The clerk looked around the store once, recognizing that she was truly alone again. Then, she paced to the back of the store, ducking under a swinging light chain. There, on the ground, was a small slip of paper. The clerk picked it up. It really was quite small. Once side bore the message (we will get through this) and the other had the name of a local hospital, like a scrap of a business card.
The clerk rushed back to her desk, shuffling through the papers until she found the thick, dark phone. She picked it up, dialing the hospital phone number on the back of the card.
“Hello, this is Larochette Hospital, how may I assist you today?”
“Hi, I was calling because my sister’s husband is in the hospital right now, and I was wondering what room he was in.”
“Sure! What is his name?” The clerk startled for a minute, coughing into the receiver.
“Give me one minute.” She shuffled around some papers, looking for Coco’s last name. All that Coco wrote on her receipt was: Coco W.
“Um, my sister’s name is Coco. Coco W?”
“Right… let me look through my records. Do you know his name?”
“I have dementia.” A pause.
“We have seven patients with a last name that starts with W.” The clerk sighed, collapsing into her chair. “Wait, ma’am, we only have one patient with a wife named Coco Woods.”
“Yes, that sounds right!” The clerk sighed with relief, almost letting out a little laugh. “What is his room number?” There was a long hesitation after this, and the clerk almost wondered if she was still on the phone. Something felt wrong.
“Ma’am, Jean Woods died two years ago.”
“Oh. I see.”
“He rests at the Ennergang Cemetery, down the street from that small bookstore. Is there anything else I can do for you-”
“No, no, thank you.” The clerk hung up abruptly, pressing the screen onto the stack of papers. The phone was ringing, but by then, the clerk was out the door, letting the quiet bookstore settle.
She walked briskly down the snow-dusted streets, skipping around the small pebbles and potholes that she had known her whole life. Church bells were ringing in the distance, a somber echoing.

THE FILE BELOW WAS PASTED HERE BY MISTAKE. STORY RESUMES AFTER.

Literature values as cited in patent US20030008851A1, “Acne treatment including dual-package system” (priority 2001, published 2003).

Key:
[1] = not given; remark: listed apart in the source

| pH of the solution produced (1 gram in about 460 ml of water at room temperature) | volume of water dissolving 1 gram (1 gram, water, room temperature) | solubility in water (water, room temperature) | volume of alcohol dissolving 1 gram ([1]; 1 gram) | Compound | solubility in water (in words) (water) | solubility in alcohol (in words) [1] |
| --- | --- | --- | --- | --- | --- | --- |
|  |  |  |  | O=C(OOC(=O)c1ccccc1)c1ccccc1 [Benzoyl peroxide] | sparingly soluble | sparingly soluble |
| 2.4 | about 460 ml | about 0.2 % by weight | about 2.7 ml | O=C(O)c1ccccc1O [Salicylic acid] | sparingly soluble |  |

As the clerk rounded the block and saw the gated entry of the cemetery, she realized that she didn’t know how she would find Jean Wood’s grave. It proved to be easy.
Coco was kneeling next to a small gravestone. It was clean of snow, and there was a small hat at the base of the stone. The stone itself read: JEAN WOODS (1954 - 1987) LOVING HUSBAND AND BROTHER. The clerk crept behind a large oak tree, watching silently. Her footsteps made no noise.
“I miss you a lot. I got this book today, and it should help. You told me that we will get through this. I believe you.” There was still that tinge of hope in her voice, a smile that lit up her delicate face. “I know it has been hard, probably harder on your part than mine, but I am absolutely positive that this will work. I will read this to you. Chapter one…”
Coco was crying softly, tears streaming down her face and melting the snow caved in around her knees. The clerk sighed, taking off her own hat respectfully. After thirty minutes, Coco kissed the grave and left, collecting her hat as she went. The clerk studied the grave, inching closer to the disturbed snow.
The clerk placed one hand on the gravestone, like rubbing the head of a child, before padding off, following Coco’s small footsteps.
Coco had laughed when she left, like she was sharing a secret with her love. She must have been cold, out in the snow like that with nothing on but a pink jacket and a small hat.